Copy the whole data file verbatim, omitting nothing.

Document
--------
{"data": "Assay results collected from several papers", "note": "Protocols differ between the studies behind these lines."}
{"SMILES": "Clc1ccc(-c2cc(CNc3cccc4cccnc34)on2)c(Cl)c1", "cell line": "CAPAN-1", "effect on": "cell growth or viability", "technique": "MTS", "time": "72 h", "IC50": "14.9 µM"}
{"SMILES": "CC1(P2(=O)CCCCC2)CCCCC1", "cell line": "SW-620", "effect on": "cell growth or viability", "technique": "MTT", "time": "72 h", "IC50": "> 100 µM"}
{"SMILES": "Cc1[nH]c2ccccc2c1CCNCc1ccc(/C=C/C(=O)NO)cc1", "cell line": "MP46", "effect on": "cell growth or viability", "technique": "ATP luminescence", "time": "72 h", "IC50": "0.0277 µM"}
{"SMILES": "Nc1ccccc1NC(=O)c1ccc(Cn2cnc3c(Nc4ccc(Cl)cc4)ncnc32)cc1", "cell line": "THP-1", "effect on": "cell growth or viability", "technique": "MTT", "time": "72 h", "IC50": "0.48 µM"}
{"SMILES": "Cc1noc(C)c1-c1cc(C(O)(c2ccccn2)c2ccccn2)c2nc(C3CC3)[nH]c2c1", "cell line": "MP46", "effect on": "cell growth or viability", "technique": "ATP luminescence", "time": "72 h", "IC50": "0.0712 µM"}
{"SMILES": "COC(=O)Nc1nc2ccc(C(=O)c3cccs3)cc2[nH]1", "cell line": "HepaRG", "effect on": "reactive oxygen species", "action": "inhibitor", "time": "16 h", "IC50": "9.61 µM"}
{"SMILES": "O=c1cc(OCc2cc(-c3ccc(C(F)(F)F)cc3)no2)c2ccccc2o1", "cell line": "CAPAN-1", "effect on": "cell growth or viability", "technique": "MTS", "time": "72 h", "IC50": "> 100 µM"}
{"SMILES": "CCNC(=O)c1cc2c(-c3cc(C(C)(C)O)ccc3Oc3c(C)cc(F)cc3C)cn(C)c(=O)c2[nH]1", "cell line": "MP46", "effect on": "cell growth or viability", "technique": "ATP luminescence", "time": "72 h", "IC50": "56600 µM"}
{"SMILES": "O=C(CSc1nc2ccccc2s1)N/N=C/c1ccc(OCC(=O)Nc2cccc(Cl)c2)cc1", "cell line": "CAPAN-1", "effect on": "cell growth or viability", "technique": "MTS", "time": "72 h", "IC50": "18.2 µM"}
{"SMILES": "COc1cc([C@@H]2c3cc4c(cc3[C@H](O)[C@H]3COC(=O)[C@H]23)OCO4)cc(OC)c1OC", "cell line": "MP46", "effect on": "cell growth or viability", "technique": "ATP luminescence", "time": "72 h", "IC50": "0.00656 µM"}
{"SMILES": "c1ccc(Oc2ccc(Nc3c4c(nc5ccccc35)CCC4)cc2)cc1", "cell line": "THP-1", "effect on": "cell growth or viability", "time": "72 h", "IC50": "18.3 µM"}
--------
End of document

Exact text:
{"data": "Assay results collected from several papers", "note": "Protocols differ between the studies behind these lines."}
{"SMILES": "Clc1ccc(-c2cc(CNc3cccc4cccnc34)on2)c(Cl)c1", "cell line": "CAPAN-1", "effect on": "cell growth or viability", "technique": "MTS", "time": "72 h", "IC50": "14.9 µM"}
{"SMILES": "CC1(P2(=O)CCCCC2)CCCCC1", "cell line": "SW-620", "effect on": "cell growth or viability", "technique": "MTT", "time": "72 h", "IC50": "> 100 µM"}
{"SMILES": "Cc1[nH]c2ccccc2c1CCNCc1ccc(/C=C/C(=O)NO)cc1", "cell line": "MP46", "effect on": "cell growth or viability", "technique": "ATP luminescence", "time": "72 h", "IC50": "0.0277 µM"}
{"SMILES": "Nc1ccccc1NC(=O)c1ccc(Cn2cnc3c(Nc4ccc(Cl)cc4)ncnc32)cc1", "cell line": "THP-1", "effect on": "cell growth or viability", "technique": "MTT", "time": "72 h", "IC50": "0.48 µM"}
{"SMILES": "Cc1noc(C)c1-c1cc(C(O)(c2ccccn2)c2ccccn2)c2nc(C3CC3)[nH]c2c1", "cell line": "MP46", "effect on": "cell growth or viability", "technique": "ATP luminescence", "time": "72 h", "IC50": "0.0712 µM"}
{"SMILES": "COC(=O)Nc1nc2ccc(C(=O)c3cccs3)cc2[nH]1", "cell line": "HepaRG", "effect on": "reactive oxygen species", "action": "inhibitor", "time": "16 h", "IC50": "9.61 µM"}
{"SMILES": "O=c1cc(OCc2cc(-c3ccc(C(F)(F)F)cc3)no2)c2ccccc2o1", "cell line": "CAPAN-1", "effect on": "cell growth or viability", "technique": "MTS", "time": "72 h", "IC50": "> 100 µM"}
{"SMILES": "CCNC(=O)c1cc2c(-c3cc(C(C)(C)O)ccc3Oc3c(C)cc(F)cc3C)cn(C)c(=O)c2[nH]1", "cell line": "MP46", "effect on": "cell growth or viability", "technique": "ATP luminescence", "time": "72 h", "IC50": "56600 µM"}
{"SMILES": "O=C(CSc1nc2ccccc2s1)N/N=C/c1ccc(OCC(=O)Nc2cccc(Cl)c2)cc1", "cell line": "CAPAN-1", "effect on": "cell growth or viability", "technique": "MTS", "time": "72 h", "IC50": "18.2 µM"}
{"SMILES": "COc1cc([C@@H]2c3cc4c(cc3[C@H](O)[C@H]3COC(=O)[C@H]23)OCO4)cc(OC)c1OC", "cell line": "MP46", "effect on": "cell growth or viability", "technique": "ATP luminescence", "time": "72 h", "IC50": "0.00656 µM"}
{"SMILES": "c1ccc(Oc2ccc(Nc3c4c(nc5ccccc35)CCC4)cc2)cc1", "cell line": "THP-1", "effect on": "cell growth or viability", "time": "72 h", "IC50": "18.3 µM"}